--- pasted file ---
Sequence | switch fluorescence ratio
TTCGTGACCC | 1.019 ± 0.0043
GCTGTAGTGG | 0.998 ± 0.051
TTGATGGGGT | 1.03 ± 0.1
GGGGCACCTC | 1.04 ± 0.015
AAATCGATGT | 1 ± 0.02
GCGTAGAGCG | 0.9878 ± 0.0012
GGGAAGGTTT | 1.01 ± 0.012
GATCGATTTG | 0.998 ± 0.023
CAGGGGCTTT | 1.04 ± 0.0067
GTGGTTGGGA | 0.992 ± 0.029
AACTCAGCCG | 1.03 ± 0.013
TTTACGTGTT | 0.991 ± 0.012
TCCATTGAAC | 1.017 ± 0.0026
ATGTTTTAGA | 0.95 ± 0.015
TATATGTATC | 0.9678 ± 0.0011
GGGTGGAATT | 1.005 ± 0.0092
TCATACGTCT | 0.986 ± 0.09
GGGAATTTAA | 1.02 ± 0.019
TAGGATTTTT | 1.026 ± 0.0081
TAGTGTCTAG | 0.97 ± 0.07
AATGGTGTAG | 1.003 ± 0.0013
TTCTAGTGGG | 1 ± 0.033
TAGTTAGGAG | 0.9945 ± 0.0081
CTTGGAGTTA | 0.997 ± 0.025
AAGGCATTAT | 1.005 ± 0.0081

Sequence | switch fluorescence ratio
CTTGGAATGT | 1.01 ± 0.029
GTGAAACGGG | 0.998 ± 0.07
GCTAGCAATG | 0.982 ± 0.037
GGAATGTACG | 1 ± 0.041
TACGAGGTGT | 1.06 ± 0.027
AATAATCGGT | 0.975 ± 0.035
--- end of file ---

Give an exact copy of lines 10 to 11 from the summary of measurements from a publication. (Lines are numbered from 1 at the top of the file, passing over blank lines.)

CAGGGGCTTT | 1.04 ± 0.0067
GTGGTTGGGA | 0.992 ± 0.029